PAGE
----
*** Product Information and Prices Stored: Oct 18, 2010 08:45:06

Saturday, October 16, 2010

Great Price for $0.39

Al Capone Does My Shirts Review

This book was assigned to my students for summer reading by their English teacher, so I read it as well. It's a page turner! Simply written in a breezy, creative style, the author seamlessly introduces younger readers to a life unfamiliar to most of us, and to people of special needs, such as the sister of the main character, in a caring manner. As a history teacher, I did not know that families of guards and other workers once lived on Alcatraz. I look forward to discussing the book and the people we met, even the little touch of romance, with my students. And thanks to the "teaser" at the end of the book, I simply have to read the sequel, just to see what else Gennifer Choldenko has cooked up. And I'm 55! Highly recommended!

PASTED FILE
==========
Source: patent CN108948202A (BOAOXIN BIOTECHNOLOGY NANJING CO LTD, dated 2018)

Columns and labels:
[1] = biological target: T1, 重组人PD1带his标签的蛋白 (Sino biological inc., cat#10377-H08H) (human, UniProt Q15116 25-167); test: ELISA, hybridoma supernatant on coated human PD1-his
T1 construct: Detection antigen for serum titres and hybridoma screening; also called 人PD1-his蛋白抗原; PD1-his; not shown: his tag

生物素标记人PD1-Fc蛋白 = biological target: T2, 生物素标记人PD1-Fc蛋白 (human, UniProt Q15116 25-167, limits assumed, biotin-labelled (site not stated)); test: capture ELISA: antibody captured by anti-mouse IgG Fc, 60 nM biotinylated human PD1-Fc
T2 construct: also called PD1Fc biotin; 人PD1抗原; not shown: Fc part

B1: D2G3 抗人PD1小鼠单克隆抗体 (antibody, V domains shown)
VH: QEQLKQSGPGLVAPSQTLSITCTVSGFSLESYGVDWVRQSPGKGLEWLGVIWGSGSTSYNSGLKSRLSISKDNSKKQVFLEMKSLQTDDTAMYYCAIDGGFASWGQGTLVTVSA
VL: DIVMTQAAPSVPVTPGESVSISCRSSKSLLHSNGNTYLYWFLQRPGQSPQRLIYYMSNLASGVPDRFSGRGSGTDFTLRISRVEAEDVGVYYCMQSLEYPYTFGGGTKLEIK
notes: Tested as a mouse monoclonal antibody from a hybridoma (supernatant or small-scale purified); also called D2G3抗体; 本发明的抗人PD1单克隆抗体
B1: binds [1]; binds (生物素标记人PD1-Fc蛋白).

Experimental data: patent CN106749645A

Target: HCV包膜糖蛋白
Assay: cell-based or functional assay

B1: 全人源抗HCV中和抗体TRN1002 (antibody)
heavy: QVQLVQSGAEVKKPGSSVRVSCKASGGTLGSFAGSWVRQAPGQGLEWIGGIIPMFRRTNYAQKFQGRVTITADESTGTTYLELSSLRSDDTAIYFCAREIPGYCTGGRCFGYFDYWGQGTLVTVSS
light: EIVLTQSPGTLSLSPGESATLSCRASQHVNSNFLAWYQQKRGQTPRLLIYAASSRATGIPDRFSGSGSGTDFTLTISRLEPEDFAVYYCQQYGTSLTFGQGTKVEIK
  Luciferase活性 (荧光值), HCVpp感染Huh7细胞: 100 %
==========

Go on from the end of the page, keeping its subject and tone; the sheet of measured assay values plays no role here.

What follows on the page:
Al Capone Does My Shirts Overview

When Moose Flanagan and his family move home, yet again, and become residents of the famous prison island Alcatraz, things get interesting. First of all, they share the island with a few other families and a lot of pretty heavy-duty criminals including Al Capone. And secondly, Moose's sister is starting a new school, which everyone hopes will help her become more integrated with those around her. When Moose comes up with some pretty cunning money-making schemes based on his famous co-residents, he does not count on his sister becoming inadvertently involved. This is a charming, funny and utterly enchanting book that skillfully and delicately weaves a humorous tale with some important issues.